by Ron Ward   09/02/2005     0 reads


Matthew 21:23-32

Key Verse: 21:31b

1. Read verses 23-27. When Jesus entered the temple courts and was teaching, what question did the religious leaders ask him? What did they mean by hese things What was behind their question?

2. What counter question did Jesus ask? What was the religious leaders dilemma? What does this show about them? How did Jesus make them speechless? What is the source of Jesus authority?

3. Read verses 28-32. To whom was Jesus speaking this parable? How is it related to the previous passage? (18-27)

4. Review the father conversation with the first son (28-29). What kind of person is he? Can you think of anyone in the Bible or anywhere else who first said o but later obeyed?

5. Review the conversation with the second son (30). What kind of person is he? Why did he agree to go in the first place? Why did he back out? What question did Jesus ask? What was the answer?

6. How did Jesus apply this parable to the tax collectors, prostitutes and the religious leaders? How had they responded to the preaching of John the Baptist? Why is this important? What can we learn here about Jesus from Jesus parable? With whom do you identify?



Matthew 21:23-32

Key Verse: 21:31b

“Jesus said to them, ‘I tell you the truth, the tax collectors and the prostitutes are entering the kingdom of God ahead of you.’”

From time to time we see a bumper sticker that says, “Question Authority.” It is understandable. It is part of the American psyche to evaluate authority. We don’t want to blindly obey someone, as Germans obeyed Hitler. However, when we question authority it should be genuine, with a decision to obey what we know is right. In today’s passage, the religious leaders question Jesus’ authority. Yet, they had no intention of obeying the truth. They just wanted to mask their own rebellion. They knew that Jesus was sent by God. Yet they rejected his claim in order to avoid obedience. Nevertheless, Jesus did not treat them as enemies. Jesus was like a father to them. Jesus did his best to lead them to the kingdom of God. As we study this passage, let’s think about our own attitude toward Jesus’ authority. Let’s accept Jesus as King, repent of our sins, and enter the kingdom of God.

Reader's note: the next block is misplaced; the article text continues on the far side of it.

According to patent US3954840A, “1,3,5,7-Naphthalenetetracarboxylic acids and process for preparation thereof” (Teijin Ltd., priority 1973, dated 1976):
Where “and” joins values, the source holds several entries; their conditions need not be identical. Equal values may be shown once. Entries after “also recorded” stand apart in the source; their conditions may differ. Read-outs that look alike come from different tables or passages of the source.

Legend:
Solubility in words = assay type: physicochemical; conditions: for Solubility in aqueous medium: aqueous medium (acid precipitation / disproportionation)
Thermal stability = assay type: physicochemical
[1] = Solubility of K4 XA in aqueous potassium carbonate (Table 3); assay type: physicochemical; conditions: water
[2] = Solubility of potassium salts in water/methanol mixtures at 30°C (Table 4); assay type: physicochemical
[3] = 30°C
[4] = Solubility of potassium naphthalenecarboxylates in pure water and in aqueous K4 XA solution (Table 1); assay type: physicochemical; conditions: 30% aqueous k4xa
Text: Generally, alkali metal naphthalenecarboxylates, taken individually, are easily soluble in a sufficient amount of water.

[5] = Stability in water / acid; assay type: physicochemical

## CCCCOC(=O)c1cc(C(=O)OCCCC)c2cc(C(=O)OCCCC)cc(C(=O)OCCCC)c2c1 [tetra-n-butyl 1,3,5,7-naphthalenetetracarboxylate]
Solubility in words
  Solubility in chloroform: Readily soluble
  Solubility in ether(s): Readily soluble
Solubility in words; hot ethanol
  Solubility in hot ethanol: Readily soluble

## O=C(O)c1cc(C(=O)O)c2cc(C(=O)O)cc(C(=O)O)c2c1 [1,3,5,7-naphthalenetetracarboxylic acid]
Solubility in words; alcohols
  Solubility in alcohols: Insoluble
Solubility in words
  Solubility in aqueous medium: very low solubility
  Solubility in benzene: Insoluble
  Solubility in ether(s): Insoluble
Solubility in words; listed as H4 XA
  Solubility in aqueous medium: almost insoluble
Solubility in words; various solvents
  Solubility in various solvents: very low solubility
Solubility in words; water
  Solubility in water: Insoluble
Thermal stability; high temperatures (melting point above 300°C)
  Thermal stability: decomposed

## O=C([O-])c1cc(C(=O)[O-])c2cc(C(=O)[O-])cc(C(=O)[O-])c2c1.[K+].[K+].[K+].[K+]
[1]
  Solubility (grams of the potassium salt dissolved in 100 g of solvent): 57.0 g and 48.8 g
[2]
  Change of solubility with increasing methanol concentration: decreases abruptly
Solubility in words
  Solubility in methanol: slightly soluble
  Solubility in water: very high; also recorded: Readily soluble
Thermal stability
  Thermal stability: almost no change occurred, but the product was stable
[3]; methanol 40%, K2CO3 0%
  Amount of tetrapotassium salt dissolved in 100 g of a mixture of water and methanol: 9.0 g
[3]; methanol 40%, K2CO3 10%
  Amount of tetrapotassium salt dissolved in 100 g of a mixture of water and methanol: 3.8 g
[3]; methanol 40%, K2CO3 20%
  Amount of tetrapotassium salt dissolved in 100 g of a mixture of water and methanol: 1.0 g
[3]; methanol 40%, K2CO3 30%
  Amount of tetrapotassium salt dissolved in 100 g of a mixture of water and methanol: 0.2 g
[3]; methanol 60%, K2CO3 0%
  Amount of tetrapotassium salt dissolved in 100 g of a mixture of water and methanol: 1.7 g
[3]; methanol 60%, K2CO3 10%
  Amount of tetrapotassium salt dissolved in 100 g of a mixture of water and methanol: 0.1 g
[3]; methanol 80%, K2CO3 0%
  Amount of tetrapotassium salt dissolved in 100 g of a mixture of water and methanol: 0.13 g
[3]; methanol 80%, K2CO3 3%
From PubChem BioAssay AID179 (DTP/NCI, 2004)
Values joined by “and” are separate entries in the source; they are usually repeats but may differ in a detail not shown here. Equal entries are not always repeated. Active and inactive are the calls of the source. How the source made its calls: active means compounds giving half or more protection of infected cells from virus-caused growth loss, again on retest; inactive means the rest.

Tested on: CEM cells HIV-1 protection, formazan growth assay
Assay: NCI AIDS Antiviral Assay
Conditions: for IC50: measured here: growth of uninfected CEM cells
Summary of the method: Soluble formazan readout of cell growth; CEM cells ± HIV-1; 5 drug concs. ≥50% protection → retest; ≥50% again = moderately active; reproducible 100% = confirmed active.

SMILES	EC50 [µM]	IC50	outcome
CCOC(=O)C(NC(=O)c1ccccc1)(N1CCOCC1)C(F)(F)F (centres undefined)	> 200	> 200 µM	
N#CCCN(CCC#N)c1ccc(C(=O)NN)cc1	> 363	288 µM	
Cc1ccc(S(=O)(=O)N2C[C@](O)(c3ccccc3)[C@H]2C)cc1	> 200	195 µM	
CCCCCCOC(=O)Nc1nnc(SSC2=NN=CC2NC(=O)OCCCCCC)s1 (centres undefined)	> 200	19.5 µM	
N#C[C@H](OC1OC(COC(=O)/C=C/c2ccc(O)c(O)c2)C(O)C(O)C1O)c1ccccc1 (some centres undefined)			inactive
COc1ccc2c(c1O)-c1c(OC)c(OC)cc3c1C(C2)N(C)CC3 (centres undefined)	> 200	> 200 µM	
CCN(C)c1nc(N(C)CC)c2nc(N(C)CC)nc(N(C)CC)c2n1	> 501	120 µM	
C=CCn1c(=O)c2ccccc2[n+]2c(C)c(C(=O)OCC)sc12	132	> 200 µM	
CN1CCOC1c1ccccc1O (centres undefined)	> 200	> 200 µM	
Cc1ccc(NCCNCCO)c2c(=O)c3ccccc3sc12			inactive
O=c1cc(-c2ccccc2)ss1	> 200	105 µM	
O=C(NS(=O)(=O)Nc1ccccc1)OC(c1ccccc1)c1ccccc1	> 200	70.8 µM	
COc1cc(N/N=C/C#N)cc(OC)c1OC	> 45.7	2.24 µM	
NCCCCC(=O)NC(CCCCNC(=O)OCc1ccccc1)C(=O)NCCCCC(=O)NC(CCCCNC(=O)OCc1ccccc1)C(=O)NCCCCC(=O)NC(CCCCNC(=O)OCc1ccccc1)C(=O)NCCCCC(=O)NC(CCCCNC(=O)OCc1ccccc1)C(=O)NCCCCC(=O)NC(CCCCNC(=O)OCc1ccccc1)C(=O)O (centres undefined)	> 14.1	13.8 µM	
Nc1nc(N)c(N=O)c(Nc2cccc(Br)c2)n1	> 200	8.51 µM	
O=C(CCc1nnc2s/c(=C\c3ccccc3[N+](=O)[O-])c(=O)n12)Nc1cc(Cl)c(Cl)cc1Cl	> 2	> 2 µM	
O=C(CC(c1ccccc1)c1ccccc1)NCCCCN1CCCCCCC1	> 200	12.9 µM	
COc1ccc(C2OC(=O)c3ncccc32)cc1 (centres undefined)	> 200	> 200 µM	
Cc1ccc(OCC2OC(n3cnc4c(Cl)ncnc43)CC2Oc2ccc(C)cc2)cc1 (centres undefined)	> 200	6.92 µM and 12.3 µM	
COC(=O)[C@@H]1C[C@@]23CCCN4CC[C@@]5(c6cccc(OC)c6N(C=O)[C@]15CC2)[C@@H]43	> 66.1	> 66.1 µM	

First, Jesus has spiritual authority from God (23-27).

When Jesus cleansed the temple from secular business, he opened the way for prayer and Bible study to be done there. Now Jesus was teaching the word of God in the temple. What a wonderful Bible school, led by Jesus himself! But something disturbed it. Verse 23 says, “...while he was teaching, the chief priests and the elders of the people came to him. ‘By what authority are you doing these things?’ they asked. ‘And who gave you this authority?’” The chief priests and the elders were very angry. Upon seeing his triumphal entry, and hearing the people cheer for Jesus, their blood pressure began to rise. Their condition was aggravated when Jesus seemed to ruin their temple business as he drove out their agents, and the ringing of their cash registers stopped. Jesus was acting like the owner of the temple. They thought they were the owners of the temple with the exclusive right to issue work permits. They thought Jesus was undermining their authority. So they wanted to start a fight with Jesus. It was a tense moment. From time to time, we also confront this conflict. Some dedicated UBF missionaries were inviting students to Bible study. Then the campus police came and asked, “Do you have a license to teach the Bible? Who gave you authority to teach the Bible here?” In such a case, how did Jesus respond?